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TUESDAY; EVENING, FEfl. 19. 1861.
The Adams Express Company plaoes us daily
under QDiigauooi w r-r
from tbe eastern cltiM.it :.. v .
The American Exprew Company has our
thanks for its daily- favors in the abape of the
very latest eastern papers. : " ? ,
' Couaf of CobmOii Pleas. The February
term of the Court of Common Pleas for this
county judge Bins on the bench commenc
ed at ten O'clock this morning. The civil cases
assigned for the day having been disposed of,
the panel , of Grand Jurors was oalled.Jaoq' all
answered to their names, with the exeeption of
Messrs. Racier, Niidlis and HiMrsmn. To
oomplote the panel, three talesmen were sum
moned and took their seats namely Messrs.
L. O. Van Sltks, 0. 8., Inws and L. Tn-
KINGTON. ' ' 1 '
The Grand Jurors were then swornSmoit
KiNtiiia having been first qualified as Foreman.
Judge Bins thendellvered an Impresslvecharge
to the Grand Jury, in whloh he stated the objeot
of grand juries to be the protection oi honest
'end peaceable citizens. 1 He dwelt with em
phasis upon the duty and obligation Imposed by
their oaths upon grand jurors to see that all the
criminal laws were promptly and rigidly en
foreed. Unless this wss done, there was no
adequate protection for the person and property
of the citizen, and the community would become
demoralised in proportion to the neglect( or re
laxation, in the execution of the laws.
After receiving the charge of , the Court, the
Grand Jury retired to the room assigned them,
to enter upon the discharge of their duties, and
be Court, after transacting a variety of mis
cellaneous business adjourned till to-morrow
morning, at niaefo'clock .
Ma. D. C. LaRcb's Wonoesfcl Panopticon
at Montoousrv Hall. Real merit always
wins its way to popular favor. D.C. LxRxo's
Panopticon of India has been a standard and
profitable entertainment in our city thus far,
and we are pleased to record its entire success.
What a wonderful production is this same pan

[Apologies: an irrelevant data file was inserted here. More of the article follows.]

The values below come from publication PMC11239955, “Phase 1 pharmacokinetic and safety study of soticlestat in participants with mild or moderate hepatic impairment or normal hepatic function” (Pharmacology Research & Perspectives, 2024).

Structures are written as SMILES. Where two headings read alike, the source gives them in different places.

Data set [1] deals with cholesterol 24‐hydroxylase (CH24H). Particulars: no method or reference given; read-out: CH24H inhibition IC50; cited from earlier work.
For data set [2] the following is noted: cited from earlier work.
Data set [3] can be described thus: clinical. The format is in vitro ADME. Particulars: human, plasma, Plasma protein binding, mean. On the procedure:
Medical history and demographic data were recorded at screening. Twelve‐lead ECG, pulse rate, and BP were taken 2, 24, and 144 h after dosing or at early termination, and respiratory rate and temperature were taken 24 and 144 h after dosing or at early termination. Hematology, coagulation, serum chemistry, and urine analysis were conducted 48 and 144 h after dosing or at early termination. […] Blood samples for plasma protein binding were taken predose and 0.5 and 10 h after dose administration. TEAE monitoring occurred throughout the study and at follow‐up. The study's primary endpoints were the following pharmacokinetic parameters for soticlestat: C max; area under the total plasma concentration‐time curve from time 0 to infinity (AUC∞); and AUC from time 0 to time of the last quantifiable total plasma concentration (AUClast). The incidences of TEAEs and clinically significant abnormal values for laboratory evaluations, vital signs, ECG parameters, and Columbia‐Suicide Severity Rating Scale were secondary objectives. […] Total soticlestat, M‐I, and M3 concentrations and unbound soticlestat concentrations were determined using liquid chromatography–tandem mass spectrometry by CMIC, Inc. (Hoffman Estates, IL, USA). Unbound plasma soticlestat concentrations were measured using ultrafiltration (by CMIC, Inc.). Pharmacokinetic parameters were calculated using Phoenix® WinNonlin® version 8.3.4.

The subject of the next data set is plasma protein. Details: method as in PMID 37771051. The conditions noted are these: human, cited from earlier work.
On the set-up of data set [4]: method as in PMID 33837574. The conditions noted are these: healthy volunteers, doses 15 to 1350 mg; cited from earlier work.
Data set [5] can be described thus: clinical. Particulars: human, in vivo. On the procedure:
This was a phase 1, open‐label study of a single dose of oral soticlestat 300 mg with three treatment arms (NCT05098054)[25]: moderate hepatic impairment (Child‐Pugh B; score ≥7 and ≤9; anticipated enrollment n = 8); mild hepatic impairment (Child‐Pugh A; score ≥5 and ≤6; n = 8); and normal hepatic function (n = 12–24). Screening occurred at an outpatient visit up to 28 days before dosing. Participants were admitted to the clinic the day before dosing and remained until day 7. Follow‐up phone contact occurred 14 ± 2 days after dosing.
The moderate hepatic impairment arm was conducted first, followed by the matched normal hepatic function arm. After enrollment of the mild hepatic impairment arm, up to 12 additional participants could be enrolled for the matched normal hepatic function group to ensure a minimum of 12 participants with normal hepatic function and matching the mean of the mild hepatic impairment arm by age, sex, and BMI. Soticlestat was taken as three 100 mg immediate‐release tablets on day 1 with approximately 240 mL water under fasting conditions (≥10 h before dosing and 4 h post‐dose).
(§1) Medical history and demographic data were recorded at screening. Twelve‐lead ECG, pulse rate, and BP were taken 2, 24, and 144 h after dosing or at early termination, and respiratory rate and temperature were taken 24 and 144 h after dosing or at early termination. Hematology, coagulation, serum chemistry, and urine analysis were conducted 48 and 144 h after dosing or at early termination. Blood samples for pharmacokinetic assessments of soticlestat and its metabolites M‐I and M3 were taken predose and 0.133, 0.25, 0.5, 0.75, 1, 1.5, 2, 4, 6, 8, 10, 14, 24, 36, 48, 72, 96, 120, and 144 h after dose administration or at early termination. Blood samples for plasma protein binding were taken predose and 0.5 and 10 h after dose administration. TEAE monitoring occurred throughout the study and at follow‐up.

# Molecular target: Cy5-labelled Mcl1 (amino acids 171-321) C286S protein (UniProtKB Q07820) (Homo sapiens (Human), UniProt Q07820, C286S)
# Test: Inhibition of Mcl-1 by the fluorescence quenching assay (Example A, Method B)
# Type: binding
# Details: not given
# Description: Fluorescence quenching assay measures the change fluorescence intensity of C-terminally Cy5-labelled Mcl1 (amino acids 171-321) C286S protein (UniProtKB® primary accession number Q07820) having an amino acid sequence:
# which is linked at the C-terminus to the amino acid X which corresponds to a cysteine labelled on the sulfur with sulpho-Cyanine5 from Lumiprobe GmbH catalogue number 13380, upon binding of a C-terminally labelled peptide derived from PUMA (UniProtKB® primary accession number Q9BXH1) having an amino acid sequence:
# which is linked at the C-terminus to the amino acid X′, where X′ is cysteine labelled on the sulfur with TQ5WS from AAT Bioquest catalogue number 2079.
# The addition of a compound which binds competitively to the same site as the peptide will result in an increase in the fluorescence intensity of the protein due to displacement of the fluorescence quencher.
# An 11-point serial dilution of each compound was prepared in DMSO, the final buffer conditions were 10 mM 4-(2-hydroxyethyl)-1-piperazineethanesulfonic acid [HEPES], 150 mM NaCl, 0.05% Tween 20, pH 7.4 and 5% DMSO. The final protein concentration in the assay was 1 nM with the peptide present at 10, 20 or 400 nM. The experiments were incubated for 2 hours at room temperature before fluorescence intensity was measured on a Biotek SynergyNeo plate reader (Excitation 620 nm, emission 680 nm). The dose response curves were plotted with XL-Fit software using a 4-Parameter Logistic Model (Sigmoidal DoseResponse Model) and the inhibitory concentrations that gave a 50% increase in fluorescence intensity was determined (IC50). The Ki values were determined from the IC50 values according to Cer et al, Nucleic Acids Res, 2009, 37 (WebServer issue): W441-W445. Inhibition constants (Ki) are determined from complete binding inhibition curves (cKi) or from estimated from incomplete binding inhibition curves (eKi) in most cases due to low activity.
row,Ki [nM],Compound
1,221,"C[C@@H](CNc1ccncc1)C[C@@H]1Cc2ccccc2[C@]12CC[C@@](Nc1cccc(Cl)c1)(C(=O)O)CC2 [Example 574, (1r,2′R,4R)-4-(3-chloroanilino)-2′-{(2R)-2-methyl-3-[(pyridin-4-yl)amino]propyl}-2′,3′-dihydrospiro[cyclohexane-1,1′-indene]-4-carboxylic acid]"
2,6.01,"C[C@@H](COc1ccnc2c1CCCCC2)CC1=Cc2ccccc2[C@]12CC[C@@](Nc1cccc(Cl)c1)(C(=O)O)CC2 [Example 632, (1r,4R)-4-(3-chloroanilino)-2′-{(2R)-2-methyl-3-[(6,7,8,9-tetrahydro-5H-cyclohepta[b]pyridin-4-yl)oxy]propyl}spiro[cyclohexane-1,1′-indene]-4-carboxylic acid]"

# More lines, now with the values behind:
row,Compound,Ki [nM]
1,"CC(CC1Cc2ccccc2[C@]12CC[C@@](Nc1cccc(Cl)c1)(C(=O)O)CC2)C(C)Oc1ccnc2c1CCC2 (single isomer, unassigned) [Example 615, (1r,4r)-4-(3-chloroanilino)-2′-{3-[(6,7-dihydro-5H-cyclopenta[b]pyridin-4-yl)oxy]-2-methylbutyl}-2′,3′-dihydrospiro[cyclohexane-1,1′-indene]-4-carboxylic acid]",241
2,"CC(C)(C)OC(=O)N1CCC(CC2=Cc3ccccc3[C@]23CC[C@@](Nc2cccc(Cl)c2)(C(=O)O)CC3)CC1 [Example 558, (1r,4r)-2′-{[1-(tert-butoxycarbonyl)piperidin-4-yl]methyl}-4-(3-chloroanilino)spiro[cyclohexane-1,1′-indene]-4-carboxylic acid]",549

optlconl ; A veritable prodigy In art a mechan
ical wonder; with the soul of genius breathing
through every part of it.' We do not look upon
it with a qualified delight, with a reservation,
"beautiful for an Imitation." We reoognixe an
almost perfect reali ty or power in the counterfeit
we are concclous that it does not belong to the
ordinary school of art, bnt it is the result of the
highest order of mechanical Intelligence, com
bined with the most perfect and refined artistic
imagination. It U a rare combination. - We
do not remember to have met with its; parallel.
We have never seen an exhibition combining so
mnoh attractive novelty as LaRoi's panopticon
JJThe view of Charleston, Forts Sumter, Moul
trie, etc , was greeted last night, with deserved
applause. The entertainment will be repeated
Citt Council Toe City Council met last
The Clerk read the report of the Civil En
' gineer to regard to a petition for the grading of
South Front street, and the completion of Lib
erty, street.' After stating that he has made a
careful examination, the- .Engineer says in his
report he is convinced that no change eanbe
made by which the petitioners would be bene
fitted, without inflicting evils of a greater mag
nitude upon a majority of the property owners.
He also suggests, that In bis judgment, the
wants of the petitlondrs would be best met by
the passage of ordinances . for the Improvement
of South Front street, from Second Alley to the
South line 6f the city, and for Liberty street
from Front street to its Western extremity.
Mr. Oodin from the Police Committee report
ed that Garret Fox, a policeman, bad been
known to be intoxicated on several oosaslons,
and hiui hen fannA ui.tnnn th mnrntnv nfl
the 1M tat, in the Engine House, near Friend
bis expulsion from the office of policeman. .
Tbe report was received, and the resolution
expelling Mr. Fox was unanimously passed.
Mr. Pqutt moved that the Council proceed
to an election to fill the vacanoy occasioned by
tbe expulsion of Mr. Fox. After balloting nine
times, Banaxd McCabs was eleoted policeman
to fill the unexpired term of Mr- Fox.
On motion of Mr. Riutr.the Police Commit
tee were instructed to report on the charge
preferred . - against policeman Ketael by Mr,
ScHacimn.on next Monday ovenlng.
On motion of Mr. Dotrrv, the 1 ordinanfltj
luking additional appropriations fet the .fiscal
year 1860-6 was taken from the table, whloh
after being amended by adding $200 to the item
of incidental expenses, was pissed. '
Jlr. 1 Donaldson presented an ordinance for
grading and paving Oik street, between Fourth
streot and Washington Avenue, which was read
the first time, and on . motion, the rales were
suspended and the ordinance read the second
and third time and passed.- , J ' ' ", ' ;
Mr. Ebxrli presented the contract entered In
to between the eommitteo on the gravel bank
and Thos., Willis, leasing the gravel bank to
aid vVinisi'for one year from the first day of